Interesting GitHub project that turned up in my RSS feeds: A Telegram Mass Surveillance Bot in Python. From the page: “Informer (TGInformer) is a bot library that allows you to masquerade as multiple REAL users on telegram and spy on 500+ Telegram channels per account. Details are logged to a MySQL database, a private Google Sheet and your own private channel for analysis.”


The Verge: Bioethics experts call on GoFundMe to ban unproven medical treatments. “In the new paper, published in the peer-reviewed bioethics journal The Hastings Center Report, the authors argue that GoFundMe enables misinformation that enriches bad actors and can harm patients sick with cancer or other serious conditions. Between November 2017 and November 2018, GoFundMe campaigns raised over $5 million for unregulated neurological stem cell procedures, according to a recent study. Those campaigns were shared over 200,000 times on social media.”

New York Times: Big Tech’s Critics, Flush With Cash, Try to Build a Movement. “Senators Elizabeth Warren and Bernie Sanders have discussed breaking up the biggest tech companies during their presidential campaigns. Federal and state regulators are investigating whether the companies have violated antitrust law. But the activists and scholars who first raised concerns about the market power of companies like Facebook and Amazon don’t plan to stop there. They want to sell their thinking to the public, and they’re amassing wealthy backers to help them do it.”


Bleeping Computer: Snatch Ransomware Reboots to Windows Safe Mode to Bypass AV Tools. “Researchers discovered a new Snatch ransomware strain that will reboot computers it infects into Safe Mode to disable any resident security solutions and immediately starts encrypting files once the system loads.”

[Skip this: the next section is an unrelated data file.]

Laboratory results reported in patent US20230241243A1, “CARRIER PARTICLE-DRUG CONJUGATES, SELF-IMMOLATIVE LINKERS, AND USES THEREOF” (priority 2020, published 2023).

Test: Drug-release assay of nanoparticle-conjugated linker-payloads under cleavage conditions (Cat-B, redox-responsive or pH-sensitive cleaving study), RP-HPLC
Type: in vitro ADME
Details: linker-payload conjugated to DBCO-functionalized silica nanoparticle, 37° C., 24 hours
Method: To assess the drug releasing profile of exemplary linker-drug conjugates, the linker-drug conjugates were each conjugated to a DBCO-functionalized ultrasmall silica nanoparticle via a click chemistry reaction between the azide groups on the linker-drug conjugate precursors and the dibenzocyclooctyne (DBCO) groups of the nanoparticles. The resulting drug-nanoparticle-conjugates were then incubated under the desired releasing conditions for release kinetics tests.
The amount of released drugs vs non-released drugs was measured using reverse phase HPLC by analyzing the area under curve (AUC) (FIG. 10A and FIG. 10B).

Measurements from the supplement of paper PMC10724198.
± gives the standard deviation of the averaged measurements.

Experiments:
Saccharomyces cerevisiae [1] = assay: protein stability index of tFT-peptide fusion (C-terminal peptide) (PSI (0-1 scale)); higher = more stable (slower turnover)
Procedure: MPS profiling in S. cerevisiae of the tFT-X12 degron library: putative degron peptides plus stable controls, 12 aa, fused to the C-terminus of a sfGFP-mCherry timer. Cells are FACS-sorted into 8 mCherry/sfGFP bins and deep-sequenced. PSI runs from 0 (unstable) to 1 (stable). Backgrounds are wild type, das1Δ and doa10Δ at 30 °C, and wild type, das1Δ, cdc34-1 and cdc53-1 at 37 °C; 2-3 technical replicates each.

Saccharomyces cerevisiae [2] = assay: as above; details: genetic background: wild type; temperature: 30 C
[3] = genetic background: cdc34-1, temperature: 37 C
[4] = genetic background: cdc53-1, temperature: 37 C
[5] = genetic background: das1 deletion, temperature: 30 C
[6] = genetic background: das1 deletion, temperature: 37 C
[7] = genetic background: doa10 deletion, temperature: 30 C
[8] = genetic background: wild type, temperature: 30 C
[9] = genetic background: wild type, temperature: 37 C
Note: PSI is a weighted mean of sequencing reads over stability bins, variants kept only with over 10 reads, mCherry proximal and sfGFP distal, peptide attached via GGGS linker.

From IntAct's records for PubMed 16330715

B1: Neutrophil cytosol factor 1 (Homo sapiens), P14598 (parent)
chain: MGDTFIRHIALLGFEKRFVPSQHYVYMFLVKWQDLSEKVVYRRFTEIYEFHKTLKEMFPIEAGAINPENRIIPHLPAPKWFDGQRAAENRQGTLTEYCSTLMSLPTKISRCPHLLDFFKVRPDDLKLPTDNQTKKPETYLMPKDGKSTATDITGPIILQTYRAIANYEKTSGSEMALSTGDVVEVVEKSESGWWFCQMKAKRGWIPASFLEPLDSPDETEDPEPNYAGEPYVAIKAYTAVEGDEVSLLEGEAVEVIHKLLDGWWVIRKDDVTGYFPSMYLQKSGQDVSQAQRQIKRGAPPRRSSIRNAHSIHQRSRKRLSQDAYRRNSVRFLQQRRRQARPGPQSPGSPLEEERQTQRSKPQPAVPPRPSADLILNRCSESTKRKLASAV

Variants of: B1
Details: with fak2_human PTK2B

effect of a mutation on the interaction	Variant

Phys .org: By leap of faith? How to regain trust in science and expertise. “Fake news? Post-truth? Populism? In the current environment of growing scepticism about political institutions and a dismissal of journalism and scientific facts, public trust in expertise is seen as eroding. Such trends are often associated with a changing digital communication landscape where new responses and mechanisms are required to find common ground in public discourse and decision-making.”

University of Texas at Austin: Humanity and Google Sheets. “When one of Professor Julie Hardwick’s students recently got an internship at a local tech company, she was asked to compare the company’s benefits package with those of 60 competitors. Initially overwhelmed, she then thought, ‘I’m going to get my Google Sheet, get my evidence, look for patterns, get my data visualization, and then present an interpretation.’ This spreadsheet-based approach might seem like the plan of a good business student, but in fact, she was harkening to a different class. ” Good morning, Internet…